UFOs of March 30th/31st 1993 Explained!
© Gary Anthony & Chris Fowler, November, 2006..
A non-profit website. All documents and images reproduced under license and with permissions.
This web page has been developed to address fallacious and misleading assumptions both spoken and visual made by the UK Channel 5 documentary ‘The UFO Mystery, Stranger Than Fiction’ that aired on Wednesday, 1 November, 2006. This site predominantly deals with the space debris component of the alleged March 30th/31st 1993 UFO sightings over the UK and tries to place them in proper context. Offering limited but useful insight and links to the official reports, whether explained or not by space debris. This page also indicates what remainder of sightings may have other explanations and identifies those that cannot be explained..
On the night of 30th and morning of the 31st of March, 1993, UFO sightings were reported across the UK and parts of Europe. The UK witnesses to these various events during approximately a seven-hour period hail from varied backgrounds, including policemen in Devon, Cornwall and Wales, RAF personnel and civilians, many officially reporting what were initially UFOs to the Ministry of Defence (MoD). The bulk of sightings occurred at around 01:10 am local time on the 31st March describing ‘two cream-white’ coloured lights traversing across the sky sometimes seen emitting tail-like plumes or projections and going from a north-west to south-eastern aspect of the sky.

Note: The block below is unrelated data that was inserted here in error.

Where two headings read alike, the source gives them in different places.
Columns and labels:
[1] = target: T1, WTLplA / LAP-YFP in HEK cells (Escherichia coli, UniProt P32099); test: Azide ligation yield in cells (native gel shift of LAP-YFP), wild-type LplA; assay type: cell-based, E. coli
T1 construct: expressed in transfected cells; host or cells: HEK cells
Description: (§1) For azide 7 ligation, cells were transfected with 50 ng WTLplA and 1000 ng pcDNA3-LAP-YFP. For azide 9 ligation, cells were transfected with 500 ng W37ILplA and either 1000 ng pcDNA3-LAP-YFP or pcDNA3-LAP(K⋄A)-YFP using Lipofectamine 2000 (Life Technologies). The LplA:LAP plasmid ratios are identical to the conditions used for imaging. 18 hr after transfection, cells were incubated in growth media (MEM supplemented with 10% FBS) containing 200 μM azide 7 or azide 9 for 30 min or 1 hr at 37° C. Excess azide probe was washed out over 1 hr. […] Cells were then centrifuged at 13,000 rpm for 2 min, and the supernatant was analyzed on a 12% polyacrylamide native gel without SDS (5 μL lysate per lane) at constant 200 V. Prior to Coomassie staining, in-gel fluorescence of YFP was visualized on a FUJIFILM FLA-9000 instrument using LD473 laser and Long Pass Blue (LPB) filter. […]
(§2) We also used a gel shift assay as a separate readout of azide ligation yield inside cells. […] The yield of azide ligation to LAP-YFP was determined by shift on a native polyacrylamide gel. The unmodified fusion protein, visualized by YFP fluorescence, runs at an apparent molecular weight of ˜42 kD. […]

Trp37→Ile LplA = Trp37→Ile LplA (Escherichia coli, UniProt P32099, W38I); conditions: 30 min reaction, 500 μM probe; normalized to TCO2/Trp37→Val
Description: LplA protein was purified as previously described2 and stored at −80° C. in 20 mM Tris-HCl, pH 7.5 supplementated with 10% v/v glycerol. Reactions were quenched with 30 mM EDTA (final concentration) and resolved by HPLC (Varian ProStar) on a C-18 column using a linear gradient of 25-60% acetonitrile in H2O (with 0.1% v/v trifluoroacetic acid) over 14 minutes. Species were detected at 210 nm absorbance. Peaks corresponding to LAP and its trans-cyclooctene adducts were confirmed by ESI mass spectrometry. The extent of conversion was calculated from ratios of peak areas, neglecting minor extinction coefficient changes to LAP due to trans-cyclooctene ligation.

Sightings occurred earlier on the 30th March particularly at 21:30 from Birch Wood, 22:10 towards the Camelford area and one at 22:40 reported to RAF Finingley.
After the 01:10 local time sightings on 31st March, there were later reports. An account by elver fishermen near Bridgewater describing a catamaran shaped UFO at around 02:00 local time and one from two guards on duty at Ternhill Barracks reporting lights. Finally there was an account from a meteorological officer Wayne Elliott, describing an object that moved erratically, possibly low to the ground emitting a beam near RAF Shawbury at 02:40 – 02:50 local time..
Contemporaneously Nick Pope the then Ministry of Defence UFO desk officer (Sec (AS) 2a) officially chased up the sightings receiving a number of reports from across the UK, but especially from Devon, Cornwall and Wales. However the number of official UK reports received and how they are lumped together may be at question. In places Pope alleges several hundred witnesses, whereas actually the official files only record less than forty sightings. Doug Cooper of Devonshire UFO Research Organisation (DUFORO) and British UFO Research Association (BUFORA) vigorously investigated the 30/31 March 1993 events and received quite a number of reports before Nick Pope had gone into work the following day to answer enquiries about them. Cooper despatched no less than thirty-three UFO report forms to witnesses, liasing with Nick Pope in trying to uncover what might be behind the sightings.
A few theories for the UFO sightings have been postulated and beside the popular extraterrestrial hypothesis, (ETH) both space debris and the super secretive elusive hypersonic Aurora plane were considered possible causes. Irish newspapers and radio initially favoured Aurora at the time. The Aurora speculation featured in an official loose minute 22 April 1993, sent up the official chain of command by the Head of Sec (AS) MoD to Assistant Chief of the Air Staff (ACAS). *1.
A space debris re-entry of satellite rocket booster (R/B) 22586 from Cosmos 2238 occurred over Ireland, Devon, and Belgium around 01:10 am local time on the 31st March 1993. Undoubtedly this re-entry caused most of the sightings.